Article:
I don't have written notes, but I will draft a note to you so that you have it for the record.
    Thank you also to the MP for the Northwest Territories and the western Arctic, Michael McLeod. We know that he asked you to come north, and we're very pleased that you were able to do that.
    There are other people who wanted to come forward who never had an opportunity. For example, I spoke to Chief Frieda Martselos from Fort Smith this morning. She and her people settled the Salt River First Nation agreement in 2002 and they have a lot of concerns they would like to bring forward. I have asked her to put those on paper and send them directly to you, and possibly have an opportunity at some other point to speak to you, if that's possible by telephone or however.


    We'll take note of it, and if there's a possibility, maybe we can send the invitation to participate in a panel.
     She said she's even willing to go to Ottawa if that were the case.
    The Dene go back a long ways in this whole business of land claims. In the early seventies, we took the federal government to court because of the interpretation of Treaties 8 and 11. Canada's version was that we gave up our treaty and aboriginal rights, either through our treaties or through legislation. Our leadership decided to take that to court, and in 1973 Justice Morrow ruled that we did not give up our rights. Treaties 8 and 11 were peace and friendship instruments, so they were not treaties that gave up our lands, our rights, or our resources. As well, those rights were aboriginal rights protected under the Canadian Constitution, and Canada had an obligation to deal with them and protect them.
    At the same time, there was the case from British Columbia involving Frank Calder of the Nisga'a. They negotiated. They were people who never had a treaty. They went all the way to the Supreme Court of Canada, and they also won their case, which proved they had aboriginal rights. For the first time in Canada, we were told that we had rights. That's where the land claims came from, those two court cases.
    As the Dene, we were invited to participate, so we were at the table up until 1990. We also included the Métis with us. You heard some of the Métis here earlier today. At one time, we were all together at one table. We signed an agreement in principle, and we also signed a final agreement. Canada chose to continue to negotiate with us, and they chose to change the policy that guides them so that they could deal with people on a regional basis. Then you had the Gwich'in agreement, the Sahtu agreement, the Tlicho agreement, and the Déline agreement, which comes out of the Sahtu agreement.
     At one time all of us were together. Then it went regional. You also have some communities like Fort Liard that are at the table on a community basis. So the policy has changed quite dramatically without our involvement. That's a unilateral imposition on the part of Canada, which really is not the best way to approach things.
    Along with that, we have a number of reserves now. The first one was set aside in 1973, the Hay River Reserve. It was set up so they could protect their interests, because NTCL was going to take over their land and they found that the best way to protect their interests was to set up a reserve. The reserve has been set up since then. The problem is, in terms of implementation, that they don't get the same services the reserves in the south get, and most of the financing for their reserve goes through the territorial government, which they have a huge problem with.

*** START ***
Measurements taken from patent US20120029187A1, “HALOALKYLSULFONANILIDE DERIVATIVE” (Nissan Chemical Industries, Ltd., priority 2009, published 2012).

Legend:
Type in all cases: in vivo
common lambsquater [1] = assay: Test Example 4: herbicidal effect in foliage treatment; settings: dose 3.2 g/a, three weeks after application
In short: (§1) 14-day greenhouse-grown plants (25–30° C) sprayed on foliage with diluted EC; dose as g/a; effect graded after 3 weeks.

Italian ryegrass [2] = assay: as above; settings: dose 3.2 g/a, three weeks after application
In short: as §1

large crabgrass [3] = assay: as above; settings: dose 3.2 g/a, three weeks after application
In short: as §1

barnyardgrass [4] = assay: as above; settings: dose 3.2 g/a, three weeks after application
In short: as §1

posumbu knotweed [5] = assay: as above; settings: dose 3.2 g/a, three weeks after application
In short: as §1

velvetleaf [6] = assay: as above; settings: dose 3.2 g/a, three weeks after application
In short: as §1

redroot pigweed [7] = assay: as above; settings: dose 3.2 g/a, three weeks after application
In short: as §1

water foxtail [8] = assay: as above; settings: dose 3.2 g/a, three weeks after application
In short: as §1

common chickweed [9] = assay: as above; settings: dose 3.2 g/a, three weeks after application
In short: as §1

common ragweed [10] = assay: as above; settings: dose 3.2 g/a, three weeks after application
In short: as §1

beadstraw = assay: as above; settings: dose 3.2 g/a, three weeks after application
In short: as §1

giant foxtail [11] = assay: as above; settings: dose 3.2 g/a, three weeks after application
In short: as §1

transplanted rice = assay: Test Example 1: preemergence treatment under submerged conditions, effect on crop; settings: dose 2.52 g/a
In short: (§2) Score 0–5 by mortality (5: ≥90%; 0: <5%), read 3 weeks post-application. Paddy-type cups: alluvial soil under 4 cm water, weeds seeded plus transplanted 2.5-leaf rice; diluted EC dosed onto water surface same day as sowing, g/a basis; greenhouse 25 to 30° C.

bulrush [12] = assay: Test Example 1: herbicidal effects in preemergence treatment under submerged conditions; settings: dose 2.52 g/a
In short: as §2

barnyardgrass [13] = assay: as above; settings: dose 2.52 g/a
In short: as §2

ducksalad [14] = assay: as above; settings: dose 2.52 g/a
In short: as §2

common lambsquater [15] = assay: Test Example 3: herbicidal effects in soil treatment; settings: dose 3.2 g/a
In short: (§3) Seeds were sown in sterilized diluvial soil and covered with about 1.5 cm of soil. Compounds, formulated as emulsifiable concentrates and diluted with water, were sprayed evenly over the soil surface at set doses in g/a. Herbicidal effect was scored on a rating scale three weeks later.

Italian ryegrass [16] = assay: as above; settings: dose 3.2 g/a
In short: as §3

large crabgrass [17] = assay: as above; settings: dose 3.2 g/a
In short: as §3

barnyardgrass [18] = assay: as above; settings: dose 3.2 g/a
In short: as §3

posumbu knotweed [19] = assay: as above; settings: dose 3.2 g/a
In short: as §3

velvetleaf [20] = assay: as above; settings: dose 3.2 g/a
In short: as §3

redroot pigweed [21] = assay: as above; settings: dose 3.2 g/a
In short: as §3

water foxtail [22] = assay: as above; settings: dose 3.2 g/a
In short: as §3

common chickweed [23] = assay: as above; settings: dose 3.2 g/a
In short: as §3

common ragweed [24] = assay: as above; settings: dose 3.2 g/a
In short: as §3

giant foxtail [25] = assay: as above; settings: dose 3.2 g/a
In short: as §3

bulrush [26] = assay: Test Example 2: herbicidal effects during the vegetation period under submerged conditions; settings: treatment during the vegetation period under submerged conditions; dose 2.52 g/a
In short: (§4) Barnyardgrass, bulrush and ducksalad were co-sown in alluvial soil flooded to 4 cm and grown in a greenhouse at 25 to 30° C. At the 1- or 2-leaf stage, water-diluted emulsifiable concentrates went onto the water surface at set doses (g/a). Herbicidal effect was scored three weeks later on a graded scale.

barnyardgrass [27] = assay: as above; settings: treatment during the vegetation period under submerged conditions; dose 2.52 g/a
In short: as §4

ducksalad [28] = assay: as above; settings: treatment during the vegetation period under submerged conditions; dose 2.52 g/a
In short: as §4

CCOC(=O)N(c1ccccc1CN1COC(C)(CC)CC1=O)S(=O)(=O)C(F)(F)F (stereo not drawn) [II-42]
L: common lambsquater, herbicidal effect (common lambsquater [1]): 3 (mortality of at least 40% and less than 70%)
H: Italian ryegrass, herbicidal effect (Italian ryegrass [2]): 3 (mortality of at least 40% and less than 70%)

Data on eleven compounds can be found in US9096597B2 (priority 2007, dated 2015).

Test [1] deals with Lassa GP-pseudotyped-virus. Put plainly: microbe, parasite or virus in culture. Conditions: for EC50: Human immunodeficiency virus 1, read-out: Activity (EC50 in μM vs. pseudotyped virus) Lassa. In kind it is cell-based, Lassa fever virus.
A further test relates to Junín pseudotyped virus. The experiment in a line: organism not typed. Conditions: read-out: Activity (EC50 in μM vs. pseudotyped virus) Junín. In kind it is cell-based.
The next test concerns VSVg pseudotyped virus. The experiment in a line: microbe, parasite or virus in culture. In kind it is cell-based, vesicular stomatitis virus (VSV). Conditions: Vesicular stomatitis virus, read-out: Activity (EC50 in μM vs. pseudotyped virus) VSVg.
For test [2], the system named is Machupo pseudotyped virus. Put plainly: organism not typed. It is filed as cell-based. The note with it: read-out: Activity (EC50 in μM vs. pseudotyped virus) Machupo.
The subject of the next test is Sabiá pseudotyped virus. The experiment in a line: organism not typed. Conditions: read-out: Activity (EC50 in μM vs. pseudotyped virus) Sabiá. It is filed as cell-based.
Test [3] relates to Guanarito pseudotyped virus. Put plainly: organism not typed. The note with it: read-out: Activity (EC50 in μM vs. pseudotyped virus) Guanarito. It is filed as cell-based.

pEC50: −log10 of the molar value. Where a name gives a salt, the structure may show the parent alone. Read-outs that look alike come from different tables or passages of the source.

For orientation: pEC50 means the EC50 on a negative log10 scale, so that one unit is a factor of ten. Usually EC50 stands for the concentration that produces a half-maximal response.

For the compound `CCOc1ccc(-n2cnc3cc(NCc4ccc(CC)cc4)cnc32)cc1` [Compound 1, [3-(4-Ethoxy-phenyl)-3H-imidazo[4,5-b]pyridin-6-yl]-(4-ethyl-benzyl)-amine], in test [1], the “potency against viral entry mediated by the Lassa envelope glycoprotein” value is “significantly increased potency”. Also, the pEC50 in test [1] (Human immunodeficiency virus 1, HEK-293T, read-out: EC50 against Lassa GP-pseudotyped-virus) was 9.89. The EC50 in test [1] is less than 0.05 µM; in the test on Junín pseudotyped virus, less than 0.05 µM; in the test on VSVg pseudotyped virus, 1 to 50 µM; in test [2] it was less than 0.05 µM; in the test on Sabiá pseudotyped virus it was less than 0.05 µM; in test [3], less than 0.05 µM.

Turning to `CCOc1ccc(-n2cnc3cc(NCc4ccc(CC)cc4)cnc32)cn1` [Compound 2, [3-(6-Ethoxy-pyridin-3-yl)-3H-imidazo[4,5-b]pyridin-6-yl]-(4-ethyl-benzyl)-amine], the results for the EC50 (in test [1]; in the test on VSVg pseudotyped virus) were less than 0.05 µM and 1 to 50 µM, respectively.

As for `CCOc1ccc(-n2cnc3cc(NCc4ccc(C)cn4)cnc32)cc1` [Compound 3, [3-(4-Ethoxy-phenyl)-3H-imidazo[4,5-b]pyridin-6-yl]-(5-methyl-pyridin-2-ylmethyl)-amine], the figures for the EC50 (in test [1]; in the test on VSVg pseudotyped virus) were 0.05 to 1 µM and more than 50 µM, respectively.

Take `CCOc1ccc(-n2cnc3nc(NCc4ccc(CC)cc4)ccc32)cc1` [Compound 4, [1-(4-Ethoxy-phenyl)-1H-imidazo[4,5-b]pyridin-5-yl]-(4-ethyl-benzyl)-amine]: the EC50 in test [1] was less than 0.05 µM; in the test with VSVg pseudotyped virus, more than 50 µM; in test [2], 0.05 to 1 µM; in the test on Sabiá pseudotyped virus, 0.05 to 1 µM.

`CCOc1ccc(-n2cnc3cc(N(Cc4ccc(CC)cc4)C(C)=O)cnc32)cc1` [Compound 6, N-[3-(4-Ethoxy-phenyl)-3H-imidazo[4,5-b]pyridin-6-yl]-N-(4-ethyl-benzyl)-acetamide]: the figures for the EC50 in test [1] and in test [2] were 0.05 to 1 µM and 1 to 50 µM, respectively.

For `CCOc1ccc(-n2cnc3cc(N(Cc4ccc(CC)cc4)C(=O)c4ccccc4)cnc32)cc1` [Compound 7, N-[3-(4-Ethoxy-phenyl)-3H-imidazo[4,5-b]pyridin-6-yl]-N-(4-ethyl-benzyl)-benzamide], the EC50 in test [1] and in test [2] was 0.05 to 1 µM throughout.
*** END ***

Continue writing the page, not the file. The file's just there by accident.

In speaking with Chief Martselos this morning, this is part of the big problem. She says, in her words, the federal government is not committed to implementing their agreement. Their agreement was put in place in 2002, and they still don't have water and sewage on their reserve. They have had to use their own dollars to set up what water and sewage there is. Rather than use the dollars outlined in the agreement, they have to resort to their own financing.


     As I said, she will put her concerns on paper for you.
    In her words, also, she believes that Canada is stalling the negotiations, and we don't know exactly why. We know that Canada didn't want to have reserves north of 60, but the fact that they're here means they have to deal with them, and they should get the services outlined to them.
    We know there is the other reserve just south of Fort Smith, on the Alberta side. They work with the Alberta government. It's like night and day. They get a lot of services that others on the N.W.T. side don't.
    I have two more quick points. Canada is looking at setting up a fiscal relations table with the Assembly of First Nations, and we welcome that. It's looking at a whole new way of financing our communities. We feel that if we're able to sort out where the dollars are going—because right now we're not entirely clear; some of it goes to the federal government, some goes to the provinces, some goes to the territorial government, very little comes to us—if we're able to get rid of the middleman and have those dollars come directly to us, that will certainly help us. We support that fiscal relations table. We need you to understand it and to support it also.
    The other point is on the review taking place that's looking at old, outdated policies. We want you to also look at the devolution agreement that was passed in the N.W.T., because it was under the other administration and it left out 15 or 16 communities throughout the Mackenzie Valley. It's happening without recognition of the actual negotiations taking place at the Dehcho and the Akaitcho tables.
    Thank you.
    Thank you.
    Next we move to the Tlicho government, George Mackenzie. Welcome, Grand Chief.